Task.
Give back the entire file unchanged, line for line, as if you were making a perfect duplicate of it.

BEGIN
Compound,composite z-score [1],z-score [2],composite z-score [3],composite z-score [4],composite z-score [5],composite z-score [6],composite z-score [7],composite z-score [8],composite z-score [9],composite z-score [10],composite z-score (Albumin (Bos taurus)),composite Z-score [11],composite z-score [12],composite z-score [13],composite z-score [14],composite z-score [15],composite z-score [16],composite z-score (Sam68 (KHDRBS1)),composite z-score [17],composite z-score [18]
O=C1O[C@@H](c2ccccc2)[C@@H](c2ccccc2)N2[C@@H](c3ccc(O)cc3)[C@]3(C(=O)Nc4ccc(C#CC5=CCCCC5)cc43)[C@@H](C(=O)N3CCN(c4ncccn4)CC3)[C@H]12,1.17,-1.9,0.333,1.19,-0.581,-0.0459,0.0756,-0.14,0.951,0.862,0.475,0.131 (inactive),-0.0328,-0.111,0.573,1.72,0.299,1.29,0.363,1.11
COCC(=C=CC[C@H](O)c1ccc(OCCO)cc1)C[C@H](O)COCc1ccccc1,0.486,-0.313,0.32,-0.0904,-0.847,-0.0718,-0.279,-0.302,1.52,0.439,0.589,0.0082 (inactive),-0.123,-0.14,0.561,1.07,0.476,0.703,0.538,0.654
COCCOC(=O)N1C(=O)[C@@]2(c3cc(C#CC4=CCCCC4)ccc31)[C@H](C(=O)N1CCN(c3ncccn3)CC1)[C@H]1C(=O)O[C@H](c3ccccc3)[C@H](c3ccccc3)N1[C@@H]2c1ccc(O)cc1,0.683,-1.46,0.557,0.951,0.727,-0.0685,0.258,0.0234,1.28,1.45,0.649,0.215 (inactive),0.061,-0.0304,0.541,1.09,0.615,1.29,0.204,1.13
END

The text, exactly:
Compound,composite z-score [1],z-score [2],composite z-score [3],composite z-score [4],composite z-score [5],composite z-score [6],composite z-score [7],composite z-score [8],composite z-score [9],composite z-score [10],composite z-score (Albumin (Bos taurus)),composite Z-score [11],composite z-score [12],composite z-score [13],composite z-score [14],composite z-score [15],composite z-score [16],composite z-score (Sam68 (KHDRBS1)),composite z-score [17],composite z-score [18]
O=C1O[C@@H](c2ccccc2)[C@@H](c2ccccc2)N2[C@@H](c3ccc(O)cc3)[C@]3(C(=O)Nc4ccc(C#CC5=CCCCC5)cc43)[C@@H](C(=O)N3CCN(c4ncccn4)CC3)[C@H]12,1.17,-1.9,0.333,1.19,-0.581,-0.0459,0.0756,-0.14,0.951,0.862,0.475,0.131 (inactive),-0.0328,-0.111,0.573,1.72,0.299,1.29,0.363,1.11
COCC(=C=CC[C@H](O)c1ccc(OCCO)cc1)C[C@H](O)COCc1ccccc1,0.486,-0.313,0.32,-0.0904,-0.847,-0.0718,-0.279,-0.302,1.52,0.439,0.589,0.0082 (inactive),-0.123,-0.14,0.561,1.07,0.476,0.703,0.538,0.654
COCCOC(=O)N1C(=O)[C@@]2(c3cc(C#CC4=CCCCC4)ccc31)[C@H](C(=O)N1CCN(c3ncccn3)CC1)[C@H]1C(=O)O[C@H](c3ccccc3)[C@H](c3ccccc3)N1[C@@H]2c1ccc(O)cc1,0.683,-1.46,0.557,0.951,0.727,-0.0685,0.258,0.0234,1.28,1.45,0.649,0.215 (inactive),0.061,-0.0304,0.541,1.09,0.615,1.29,0.204,1.13